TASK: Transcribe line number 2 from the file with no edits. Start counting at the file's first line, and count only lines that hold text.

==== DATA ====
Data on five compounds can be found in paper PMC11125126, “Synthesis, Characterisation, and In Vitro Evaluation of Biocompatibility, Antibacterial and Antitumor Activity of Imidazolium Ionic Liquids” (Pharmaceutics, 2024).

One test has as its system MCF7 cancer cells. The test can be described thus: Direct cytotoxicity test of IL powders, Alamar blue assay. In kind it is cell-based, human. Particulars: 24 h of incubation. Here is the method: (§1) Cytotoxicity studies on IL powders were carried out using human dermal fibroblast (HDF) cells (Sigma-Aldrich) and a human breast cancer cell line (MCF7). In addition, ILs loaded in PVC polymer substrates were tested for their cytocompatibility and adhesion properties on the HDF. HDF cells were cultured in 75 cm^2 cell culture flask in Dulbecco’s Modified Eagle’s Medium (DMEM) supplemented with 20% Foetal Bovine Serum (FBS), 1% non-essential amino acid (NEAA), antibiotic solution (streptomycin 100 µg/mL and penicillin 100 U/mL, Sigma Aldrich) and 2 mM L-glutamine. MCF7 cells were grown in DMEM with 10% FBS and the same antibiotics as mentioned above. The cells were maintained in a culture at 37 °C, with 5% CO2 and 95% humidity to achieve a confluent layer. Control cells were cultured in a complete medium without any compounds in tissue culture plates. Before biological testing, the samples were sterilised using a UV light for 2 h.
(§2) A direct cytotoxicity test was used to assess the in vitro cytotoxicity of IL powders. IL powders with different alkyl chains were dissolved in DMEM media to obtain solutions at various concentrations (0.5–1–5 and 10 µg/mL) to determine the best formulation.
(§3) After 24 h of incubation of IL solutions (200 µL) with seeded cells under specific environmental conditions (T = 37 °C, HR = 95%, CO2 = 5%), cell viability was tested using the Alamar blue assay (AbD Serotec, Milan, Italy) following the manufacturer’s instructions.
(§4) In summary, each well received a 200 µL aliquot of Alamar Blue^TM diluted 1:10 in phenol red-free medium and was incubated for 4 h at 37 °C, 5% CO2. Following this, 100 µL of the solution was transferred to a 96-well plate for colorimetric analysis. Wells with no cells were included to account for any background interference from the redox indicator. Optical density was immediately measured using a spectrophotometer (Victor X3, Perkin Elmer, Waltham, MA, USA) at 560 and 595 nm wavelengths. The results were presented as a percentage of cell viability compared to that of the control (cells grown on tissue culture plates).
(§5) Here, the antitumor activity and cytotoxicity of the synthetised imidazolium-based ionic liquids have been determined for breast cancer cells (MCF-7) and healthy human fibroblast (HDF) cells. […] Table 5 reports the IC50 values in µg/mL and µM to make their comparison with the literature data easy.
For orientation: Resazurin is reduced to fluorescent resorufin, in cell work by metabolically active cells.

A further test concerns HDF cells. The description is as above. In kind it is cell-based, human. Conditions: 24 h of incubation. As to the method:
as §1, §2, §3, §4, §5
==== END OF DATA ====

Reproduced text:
One test has as its system MCF7 cancer cells. The test can be described thus: Direct cytotoxicity test of IL powders, Alamar blue assay. In kind it is cell-based, human. Particulars: 24 h of incubation. Here is the method: (§1) Cytotoxicity studies on IL powders were carried out using human dermal fibroblast (HDF) cells (Sigma-Aldrich) and a human breast cancer cell line (MCF7). In addition, ILs loaded in PVC polymer substrates were tested for their cytocompatibility and adhesion properties on the HDF. HDF cells were cultured in 75 cm^2 cell culture flask in Dulbecco’s Modified Eagle’s Medium (DMEM) supplemented with 20% Foetal Bovine Serum (FBS), 1% non-essential amino acid (NEAA), antibiotic solution (streptomycin 100 µg/mL and penicillin 100 U/mL, Sigma Aldrich) and 2 mM L-glutamine. MCF7 cells were grown in DMEM with 10% FBS and the same antibiotics as mentioned above. The cells were maintained in a culture at 37 °C, with 5% CO2 and 95% humidity to achieve a confluent layer. Control cells were cultured in a complete medium without any compounds in tissue culture plates. Before biological testing, the samples were sterilised using a UV light for 2 h.